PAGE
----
Kabam's Mark Raham has told us about the concept of the upcoming mobile title Disney Mirrorverse, shared why the RPG style was chosen for the game, and spoke about the company's approach to teamwork.
80.lv: Please, introduce yourself and your team. Could you tell us how and when did you start working? What were your aims? What projects did you previously work on? Which of the games are you most proud of?
Mark Raham: My name is Mark Raham, and I am Executive Producer for Disney Mirrorverse at Kabam and have been with the company since May 2018. I have over 15 years in the digital entertainment and brand experience space, which included over 8 years with the Vancouver Canucks as Creative Director for their Sports & Entertainment division and over 5 years at EA as part of their art/design team for franchises such as SSX & Need For Speed. I’ve always loved to work at the intersection of technology and entertainment.
80.lv: Please, tell us about your upcoming Disney Mirrorverse. How did you get started with the game? What’s the story here? Could you tell us about the game’s world?
Mark Raham: Our initial conversations and ideations for the game started back in 2018. We really liked the concept of bringing different Disney and Pixar characters together to create new stories and gameplay. And knew we wanted to make an action game with deep RPG elements; that’s what Kabam does really really well. And we wanted to make something that could last. A game and story that could last for years. And when you’re working with the world’s greatest story companies like Disney and Pixar, you realize you have to take your time in order to get that first big step right as the basis of the game.
With Disney Mirrorverse, we wanted to give players a new, divergent universe separate from the settings of the original Disney and Pixar films. These worlds are filled with high stakes where dark and light magic have a heavy influence on everything. That influence also evolves iconic Disney and Pixar characters into Mirrorverse Guardians who will take on a malevolent threat called the Fractured, whose goal is shattering both realities.
The Game's Universe
80.lv: As far as we know, the game will be set in a divergent universe different from the settings of the original Disney and Pixar films where famous characters become the battle-ready Mirrorverse Guardians. What was your approach to creating this unusual universe? Could you discuss gameplay mechanics? Why did you decide to choose the RPG style?
Mark Raham: The concept of the "Mirrorverse" is a world where forces of light and dark are very exaggerated to a cataclysmic degree compared to what fans have seen in each character’s original films. We found it fascinating when thinking about how each character would react and handle those circumstances. What would they do? How would they adapt? How would they meet the moment, would they stand up for what they believe in and for those they care about?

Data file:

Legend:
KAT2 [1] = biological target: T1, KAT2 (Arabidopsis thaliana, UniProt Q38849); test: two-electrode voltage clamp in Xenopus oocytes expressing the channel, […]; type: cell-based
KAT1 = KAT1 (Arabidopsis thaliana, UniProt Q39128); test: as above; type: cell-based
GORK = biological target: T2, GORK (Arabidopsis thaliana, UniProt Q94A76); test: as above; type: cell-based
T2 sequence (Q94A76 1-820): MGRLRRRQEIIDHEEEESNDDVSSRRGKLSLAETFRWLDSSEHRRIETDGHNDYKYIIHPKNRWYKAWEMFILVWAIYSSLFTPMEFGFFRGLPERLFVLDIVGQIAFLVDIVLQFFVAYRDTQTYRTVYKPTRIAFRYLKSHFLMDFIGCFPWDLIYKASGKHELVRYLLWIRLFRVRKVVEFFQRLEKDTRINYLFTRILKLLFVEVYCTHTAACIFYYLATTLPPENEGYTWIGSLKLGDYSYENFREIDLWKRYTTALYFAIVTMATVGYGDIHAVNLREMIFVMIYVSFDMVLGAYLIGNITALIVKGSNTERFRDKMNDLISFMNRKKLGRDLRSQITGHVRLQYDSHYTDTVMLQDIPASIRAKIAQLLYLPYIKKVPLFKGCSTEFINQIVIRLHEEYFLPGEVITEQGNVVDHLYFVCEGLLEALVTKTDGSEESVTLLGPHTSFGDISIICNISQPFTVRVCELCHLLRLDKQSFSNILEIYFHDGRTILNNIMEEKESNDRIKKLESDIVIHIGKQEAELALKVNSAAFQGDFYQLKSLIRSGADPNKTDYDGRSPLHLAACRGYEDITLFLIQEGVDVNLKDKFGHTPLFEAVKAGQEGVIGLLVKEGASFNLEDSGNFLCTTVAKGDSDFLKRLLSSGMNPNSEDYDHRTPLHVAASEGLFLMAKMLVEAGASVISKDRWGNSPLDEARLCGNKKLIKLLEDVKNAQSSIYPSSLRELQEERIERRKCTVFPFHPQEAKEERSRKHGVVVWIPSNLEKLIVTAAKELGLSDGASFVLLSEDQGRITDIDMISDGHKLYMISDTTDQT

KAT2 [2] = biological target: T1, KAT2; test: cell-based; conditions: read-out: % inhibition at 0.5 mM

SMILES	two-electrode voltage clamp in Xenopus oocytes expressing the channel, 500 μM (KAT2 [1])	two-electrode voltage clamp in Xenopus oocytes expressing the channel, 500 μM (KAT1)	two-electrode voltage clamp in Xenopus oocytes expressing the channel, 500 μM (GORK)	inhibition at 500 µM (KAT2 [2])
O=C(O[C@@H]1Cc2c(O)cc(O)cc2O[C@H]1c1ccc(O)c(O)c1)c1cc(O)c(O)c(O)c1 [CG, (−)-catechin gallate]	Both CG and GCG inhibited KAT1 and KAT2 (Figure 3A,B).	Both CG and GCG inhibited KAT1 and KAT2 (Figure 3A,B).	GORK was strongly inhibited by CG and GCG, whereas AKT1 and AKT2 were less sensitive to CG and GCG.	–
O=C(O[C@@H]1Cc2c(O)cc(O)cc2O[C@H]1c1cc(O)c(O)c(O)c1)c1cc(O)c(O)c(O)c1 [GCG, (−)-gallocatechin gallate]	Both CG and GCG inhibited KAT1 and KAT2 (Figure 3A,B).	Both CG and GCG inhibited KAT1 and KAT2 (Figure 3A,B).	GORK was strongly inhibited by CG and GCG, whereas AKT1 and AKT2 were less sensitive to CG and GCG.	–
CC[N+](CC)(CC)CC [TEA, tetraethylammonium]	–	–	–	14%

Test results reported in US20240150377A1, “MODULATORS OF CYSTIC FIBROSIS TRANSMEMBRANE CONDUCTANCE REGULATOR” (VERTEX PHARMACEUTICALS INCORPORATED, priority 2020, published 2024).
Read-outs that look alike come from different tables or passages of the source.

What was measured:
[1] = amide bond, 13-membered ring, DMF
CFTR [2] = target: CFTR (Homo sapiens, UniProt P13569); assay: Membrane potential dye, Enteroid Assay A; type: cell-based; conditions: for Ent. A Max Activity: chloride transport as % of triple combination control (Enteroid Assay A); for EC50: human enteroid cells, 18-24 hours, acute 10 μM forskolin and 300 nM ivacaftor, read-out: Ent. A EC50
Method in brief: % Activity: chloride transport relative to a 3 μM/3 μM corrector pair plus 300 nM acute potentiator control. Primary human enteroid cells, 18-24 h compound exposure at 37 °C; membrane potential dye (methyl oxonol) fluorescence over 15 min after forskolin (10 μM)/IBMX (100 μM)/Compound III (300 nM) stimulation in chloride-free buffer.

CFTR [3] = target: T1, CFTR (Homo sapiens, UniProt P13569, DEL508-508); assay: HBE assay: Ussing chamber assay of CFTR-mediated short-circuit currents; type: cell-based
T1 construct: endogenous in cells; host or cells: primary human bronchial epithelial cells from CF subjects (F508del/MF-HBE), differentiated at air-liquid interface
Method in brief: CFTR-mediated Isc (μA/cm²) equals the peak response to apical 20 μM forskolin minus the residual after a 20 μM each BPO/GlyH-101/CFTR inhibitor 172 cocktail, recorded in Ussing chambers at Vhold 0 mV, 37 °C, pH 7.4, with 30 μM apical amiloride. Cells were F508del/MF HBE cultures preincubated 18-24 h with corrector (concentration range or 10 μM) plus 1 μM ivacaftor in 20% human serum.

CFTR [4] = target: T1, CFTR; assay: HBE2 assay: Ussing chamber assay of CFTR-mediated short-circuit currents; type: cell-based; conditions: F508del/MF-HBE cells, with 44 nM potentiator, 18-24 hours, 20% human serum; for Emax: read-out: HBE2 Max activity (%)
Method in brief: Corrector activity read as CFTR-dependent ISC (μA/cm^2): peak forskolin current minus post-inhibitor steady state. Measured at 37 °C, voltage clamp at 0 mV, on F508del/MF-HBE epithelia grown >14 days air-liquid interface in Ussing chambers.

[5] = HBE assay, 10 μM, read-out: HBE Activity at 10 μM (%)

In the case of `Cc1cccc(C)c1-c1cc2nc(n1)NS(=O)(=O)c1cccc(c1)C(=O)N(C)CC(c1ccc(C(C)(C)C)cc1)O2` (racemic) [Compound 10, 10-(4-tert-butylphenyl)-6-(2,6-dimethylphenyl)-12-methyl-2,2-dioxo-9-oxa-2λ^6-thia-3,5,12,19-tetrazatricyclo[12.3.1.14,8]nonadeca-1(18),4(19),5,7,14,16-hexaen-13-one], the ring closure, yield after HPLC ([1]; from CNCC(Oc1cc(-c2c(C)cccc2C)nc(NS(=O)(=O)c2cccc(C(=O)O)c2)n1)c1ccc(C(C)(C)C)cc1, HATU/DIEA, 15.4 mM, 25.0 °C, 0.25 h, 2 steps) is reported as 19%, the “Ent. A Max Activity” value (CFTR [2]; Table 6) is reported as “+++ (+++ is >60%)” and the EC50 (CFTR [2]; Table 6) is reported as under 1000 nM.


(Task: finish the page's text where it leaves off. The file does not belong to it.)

It’s been an amazing partnership with Disney, and we’ve worked closely with them to ensure the authenticity is always there in the characters. As you might imagine, the game’s concept required a lot of early testing to make sure we were headed on the right path.
When you first pick up the game, it’s clear right away that Disney Mirrorverse is an action game at heart. It’s got this immediate, pick up and play, push-button-swing-sword gameplay and great-feeling dexterous control over your Guardians – swiping, swapping, dodging, attacking – fun, gratifying, real-time action. That’s what Kabam is known for. After you’ve mastered control of one Guardian, players will eventually graduate to building and controlling teams of Guardians. All in real-time action.
And layered onto that core gameplay, players are going to love diving in and exploring this new, high-stakes world we’ve built together with Disney – with a really strong story and RPG elements that are built to extend and give depth to those characters and this world. RPG really extends the possibilities. Those systems allow you to customize your Guardians, feel the difference as you do so, and go on to build out teams with different complementary skills and abilities for all players to master different kinds of challenges in the game. I can’t wait for players to get in and experience this in the Mirrorverse.
80.lv: What tech do you use to develop the game? What tools help you bring your ideas to life?
Mark Raham: For concept and prototyping, the answer is "whatever gets the idea across clearly and quickly". Gameplay prototype in Unity? Let’s play it. Animation demo in Motionbuilder? Let’s go. Environment concept in Photoshop? Whatever gets an idea stood up, let’s do it.
Different team members are comfortable with different tools, so whatever works to get a representative idea out quickly is best. The first time I played what would become Mirrorverse, the gameplay was little cubes battling it out on a grey grid. You had to imagine that the red cube was Aladdin, and the purple cube was Maleficent – but it was quick and light enough that the team could iterate rapidly on gameplay ideas, camera, and controls. Mirrorverse is an action game at heart, so it was important to iterate quickly to get to a "feel" that was fun.